This article is republished from my column on Examiner.com, with minor alterations
Which pet is more expensive, a dog, or a cat? A lot of that could depend on the dog or cat you get, because first-year costs for purebreds from a breeder will inevitably be much higher than the adoption fee, and all other associated costs, from a shelter. Add into that the fact that big dogs need much more food, and have more expensive vet care, than either small dogs or cats, and that question can be hard to answer. Generally, though, do cats cost less than dogs?
For just the first year, on average, cats cost less than dogs
The Christian Science Monitor actually did manage to estimate all of the first-year costs of owning both a cat and a dog. For a full breakdown, click here. The first-year costs of owning a cat include the adoption fee, spay/neuter services, vaccinations, the cost of the litter boxes, collars and tags, and grooming materials. Along with the ongoing costs of food, litter, toys and vet visits, in the first year that you have a cat, you can expect to pay a total of $1,035.
Compare that to having a dog, where the first-year costs total $1,843. The Christian Science Monitor gets their estimates from the ASPCA, and, for dogs, does not include things like breeder fees. So yes, for the first year of ownership, cats cost less than dogs.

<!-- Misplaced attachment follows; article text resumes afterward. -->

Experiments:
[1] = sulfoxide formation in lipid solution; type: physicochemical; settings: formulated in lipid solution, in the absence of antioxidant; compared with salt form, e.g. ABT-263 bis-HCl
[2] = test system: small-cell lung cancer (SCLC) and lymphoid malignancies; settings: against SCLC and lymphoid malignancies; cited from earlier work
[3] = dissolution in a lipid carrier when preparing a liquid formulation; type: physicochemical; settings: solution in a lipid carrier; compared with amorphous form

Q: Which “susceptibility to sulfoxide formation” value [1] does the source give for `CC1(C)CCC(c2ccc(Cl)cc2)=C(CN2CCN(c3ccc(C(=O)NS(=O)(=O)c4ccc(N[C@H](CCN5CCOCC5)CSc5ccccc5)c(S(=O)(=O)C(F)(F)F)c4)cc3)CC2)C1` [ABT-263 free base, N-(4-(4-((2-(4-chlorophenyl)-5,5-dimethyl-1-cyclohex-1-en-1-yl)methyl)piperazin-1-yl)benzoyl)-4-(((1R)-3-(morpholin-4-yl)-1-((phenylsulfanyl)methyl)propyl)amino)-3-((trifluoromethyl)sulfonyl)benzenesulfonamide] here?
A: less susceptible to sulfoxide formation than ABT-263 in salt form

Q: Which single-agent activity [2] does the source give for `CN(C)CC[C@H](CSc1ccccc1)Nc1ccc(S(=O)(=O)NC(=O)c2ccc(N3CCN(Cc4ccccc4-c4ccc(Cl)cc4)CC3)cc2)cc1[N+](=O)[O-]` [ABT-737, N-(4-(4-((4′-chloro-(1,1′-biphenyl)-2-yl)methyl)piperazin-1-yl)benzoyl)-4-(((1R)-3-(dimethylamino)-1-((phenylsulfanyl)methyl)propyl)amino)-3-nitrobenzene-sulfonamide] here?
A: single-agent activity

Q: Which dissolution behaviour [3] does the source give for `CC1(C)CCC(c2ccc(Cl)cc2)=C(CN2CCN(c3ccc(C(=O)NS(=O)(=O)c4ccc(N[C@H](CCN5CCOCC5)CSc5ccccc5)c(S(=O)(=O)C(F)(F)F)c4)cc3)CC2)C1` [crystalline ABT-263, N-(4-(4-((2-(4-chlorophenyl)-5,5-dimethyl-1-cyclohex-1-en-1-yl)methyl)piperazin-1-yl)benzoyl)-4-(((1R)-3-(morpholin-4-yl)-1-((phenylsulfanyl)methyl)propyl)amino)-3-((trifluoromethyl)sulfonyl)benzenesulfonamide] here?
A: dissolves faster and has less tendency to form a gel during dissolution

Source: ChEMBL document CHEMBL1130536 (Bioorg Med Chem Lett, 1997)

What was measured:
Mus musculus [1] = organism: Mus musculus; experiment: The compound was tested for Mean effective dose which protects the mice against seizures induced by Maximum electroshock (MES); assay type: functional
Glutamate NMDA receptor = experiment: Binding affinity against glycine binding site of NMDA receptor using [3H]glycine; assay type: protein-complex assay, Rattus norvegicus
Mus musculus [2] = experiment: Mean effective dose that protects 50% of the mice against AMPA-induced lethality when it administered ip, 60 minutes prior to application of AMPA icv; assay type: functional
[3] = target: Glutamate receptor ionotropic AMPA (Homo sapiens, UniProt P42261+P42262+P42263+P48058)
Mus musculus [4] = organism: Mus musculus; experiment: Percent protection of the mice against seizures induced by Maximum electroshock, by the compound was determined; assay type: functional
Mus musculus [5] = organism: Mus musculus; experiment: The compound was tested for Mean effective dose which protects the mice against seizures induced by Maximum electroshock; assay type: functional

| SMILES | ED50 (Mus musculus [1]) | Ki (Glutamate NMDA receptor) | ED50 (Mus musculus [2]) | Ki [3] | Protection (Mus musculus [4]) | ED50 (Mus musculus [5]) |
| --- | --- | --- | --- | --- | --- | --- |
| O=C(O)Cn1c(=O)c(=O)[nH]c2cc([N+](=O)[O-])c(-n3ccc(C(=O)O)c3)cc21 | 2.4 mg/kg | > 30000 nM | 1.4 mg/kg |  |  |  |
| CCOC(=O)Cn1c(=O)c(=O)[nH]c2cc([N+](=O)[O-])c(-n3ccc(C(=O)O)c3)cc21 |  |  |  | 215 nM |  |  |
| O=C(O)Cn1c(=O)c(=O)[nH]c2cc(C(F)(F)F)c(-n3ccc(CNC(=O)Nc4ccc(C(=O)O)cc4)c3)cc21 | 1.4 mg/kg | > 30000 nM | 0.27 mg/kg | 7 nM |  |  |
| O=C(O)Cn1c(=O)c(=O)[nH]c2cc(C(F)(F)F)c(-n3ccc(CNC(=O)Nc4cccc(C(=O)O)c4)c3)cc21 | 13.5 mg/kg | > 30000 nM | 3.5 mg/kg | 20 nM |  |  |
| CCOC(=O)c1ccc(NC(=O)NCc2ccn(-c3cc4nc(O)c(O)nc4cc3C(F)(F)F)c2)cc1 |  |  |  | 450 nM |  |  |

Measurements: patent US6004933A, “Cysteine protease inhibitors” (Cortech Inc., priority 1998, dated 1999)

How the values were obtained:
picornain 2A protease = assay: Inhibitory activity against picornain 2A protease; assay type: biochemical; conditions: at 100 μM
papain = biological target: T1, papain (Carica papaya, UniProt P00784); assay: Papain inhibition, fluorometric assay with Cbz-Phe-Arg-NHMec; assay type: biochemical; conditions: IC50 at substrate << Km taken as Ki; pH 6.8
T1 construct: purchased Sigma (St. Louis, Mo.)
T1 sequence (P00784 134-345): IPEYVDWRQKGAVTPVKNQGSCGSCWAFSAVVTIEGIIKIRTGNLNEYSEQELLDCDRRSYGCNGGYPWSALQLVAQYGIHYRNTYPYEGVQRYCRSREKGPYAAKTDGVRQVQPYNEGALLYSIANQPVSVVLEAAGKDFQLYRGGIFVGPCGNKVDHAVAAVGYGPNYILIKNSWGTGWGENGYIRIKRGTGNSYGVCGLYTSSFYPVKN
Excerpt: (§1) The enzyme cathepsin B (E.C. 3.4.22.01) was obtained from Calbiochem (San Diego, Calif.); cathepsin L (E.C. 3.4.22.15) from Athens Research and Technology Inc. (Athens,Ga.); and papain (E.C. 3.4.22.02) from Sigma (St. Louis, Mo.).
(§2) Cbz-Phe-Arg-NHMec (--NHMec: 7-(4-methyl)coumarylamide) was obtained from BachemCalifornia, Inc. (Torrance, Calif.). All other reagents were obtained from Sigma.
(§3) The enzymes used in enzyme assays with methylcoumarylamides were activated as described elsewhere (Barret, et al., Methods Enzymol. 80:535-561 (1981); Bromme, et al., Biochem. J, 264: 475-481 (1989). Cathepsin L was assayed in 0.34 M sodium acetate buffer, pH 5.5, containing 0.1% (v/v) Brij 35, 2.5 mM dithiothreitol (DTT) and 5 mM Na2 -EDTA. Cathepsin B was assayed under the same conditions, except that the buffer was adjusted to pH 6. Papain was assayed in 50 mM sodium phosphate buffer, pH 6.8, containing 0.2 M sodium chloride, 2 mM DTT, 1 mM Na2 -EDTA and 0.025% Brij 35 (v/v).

There are also unexpected expenses, such as vet visits for illness and injury, or irregular costs such as boarding or pet-sitting, and professional grooming, to consider. In other words, when you go to adopt a pet, it’s wise to assume you’ll be spending more than just these estimated costs.
It’s possible that cats cost less than dogs when it comes to your home, too
One thing that the Christian Science Monitor says is that you should consider the costs of potential damage, because both cats and dogs can damage your house. Cats can break things when they tear through the house, and they can scratch up your furniture and walls while you’re training them to scratch their posts. Dogs can destroy walls and doors if they don’t have appropriate outlets for their energy, or if they get badly frightened by something.
However, even though these are estimates, and things inevitably cost more, it’s pretty clear that cats cost less than dogs. Score another one for cats, and cat parents!